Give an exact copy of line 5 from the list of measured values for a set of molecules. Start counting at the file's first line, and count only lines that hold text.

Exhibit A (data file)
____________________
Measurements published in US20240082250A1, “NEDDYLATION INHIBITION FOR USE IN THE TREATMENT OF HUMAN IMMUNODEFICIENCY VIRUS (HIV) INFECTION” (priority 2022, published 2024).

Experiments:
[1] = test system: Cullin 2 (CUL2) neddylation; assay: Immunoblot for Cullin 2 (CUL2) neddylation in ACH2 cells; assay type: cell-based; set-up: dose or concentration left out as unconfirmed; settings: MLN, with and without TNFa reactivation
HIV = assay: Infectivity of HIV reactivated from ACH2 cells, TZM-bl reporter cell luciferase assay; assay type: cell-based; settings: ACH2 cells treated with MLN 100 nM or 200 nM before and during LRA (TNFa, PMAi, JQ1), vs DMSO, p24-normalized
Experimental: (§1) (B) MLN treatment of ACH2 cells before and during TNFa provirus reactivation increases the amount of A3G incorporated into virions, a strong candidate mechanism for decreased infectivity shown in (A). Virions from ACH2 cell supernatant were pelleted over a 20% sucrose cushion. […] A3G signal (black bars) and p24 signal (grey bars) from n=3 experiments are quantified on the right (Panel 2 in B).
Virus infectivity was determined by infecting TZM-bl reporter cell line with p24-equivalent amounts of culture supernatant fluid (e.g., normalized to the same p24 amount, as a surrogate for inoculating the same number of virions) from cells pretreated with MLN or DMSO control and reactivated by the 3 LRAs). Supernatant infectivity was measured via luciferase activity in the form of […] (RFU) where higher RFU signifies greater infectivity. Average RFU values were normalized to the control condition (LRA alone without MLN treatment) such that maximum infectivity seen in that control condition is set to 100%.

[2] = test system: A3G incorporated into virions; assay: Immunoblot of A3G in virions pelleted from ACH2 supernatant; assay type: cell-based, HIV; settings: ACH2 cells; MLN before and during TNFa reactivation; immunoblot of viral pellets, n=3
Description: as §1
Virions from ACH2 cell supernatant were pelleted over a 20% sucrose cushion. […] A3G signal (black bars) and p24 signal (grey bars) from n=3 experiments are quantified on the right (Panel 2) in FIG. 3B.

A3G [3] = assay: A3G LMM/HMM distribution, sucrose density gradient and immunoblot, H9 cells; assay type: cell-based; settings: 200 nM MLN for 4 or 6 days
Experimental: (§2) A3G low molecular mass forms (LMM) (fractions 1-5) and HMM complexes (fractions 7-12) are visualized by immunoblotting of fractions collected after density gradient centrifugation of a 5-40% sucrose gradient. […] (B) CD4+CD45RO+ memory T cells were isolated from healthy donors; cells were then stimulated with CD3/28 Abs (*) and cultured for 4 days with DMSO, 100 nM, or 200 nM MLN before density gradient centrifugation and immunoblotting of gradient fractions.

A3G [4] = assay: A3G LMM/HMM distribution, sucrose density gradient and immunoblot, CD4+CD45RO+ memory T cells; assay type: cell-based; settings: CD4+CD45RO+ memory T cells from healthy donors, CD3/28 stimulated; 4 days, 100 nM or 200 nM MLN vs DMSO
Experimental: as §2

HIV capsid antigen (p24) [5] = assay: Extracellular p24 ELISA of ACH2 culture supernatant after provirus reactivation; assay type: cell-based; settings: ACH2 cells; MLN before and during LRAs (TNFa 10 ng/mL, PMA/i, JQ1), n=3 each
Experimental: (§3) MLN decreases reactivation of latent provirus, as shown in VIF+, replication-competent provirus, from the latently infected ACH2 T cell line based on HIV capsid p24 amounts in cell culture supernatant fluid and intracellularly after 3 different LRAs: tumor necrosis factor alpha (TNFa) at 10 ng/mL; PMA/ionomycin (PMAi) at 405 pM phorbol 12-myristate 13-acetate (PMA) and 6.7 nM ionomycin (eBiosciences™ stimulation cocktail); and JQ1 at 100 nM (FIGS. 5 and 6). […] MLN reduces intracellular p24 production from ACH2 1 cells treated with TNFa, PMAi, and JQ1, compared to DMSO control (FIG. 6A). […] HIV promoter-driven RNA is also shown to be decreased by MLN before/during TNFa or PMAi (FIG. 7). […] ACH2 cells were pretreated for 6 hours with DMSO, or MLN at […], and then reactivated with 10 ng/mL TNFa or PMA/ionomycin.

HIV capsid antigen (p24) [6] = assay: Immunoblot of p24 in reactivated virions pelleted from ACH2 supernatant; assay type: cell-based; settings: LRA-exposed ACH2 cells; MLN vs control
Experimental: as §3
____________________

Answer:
Experimental: (§1) (B) MLN treatment of ACH2 cells before and during TNFa provirus reactivation increases the amount of A3G incorporated into virions, a strong candidate mechanism for decreased infectivity shown in (A). Virions from ACH2 cell supernatant were pelleted over a 20% sucrose cushion. […] A3G signal (black bars) and p24 signal (grey bars) from n=3 experiments are quantified on the right (Panel 2 in B).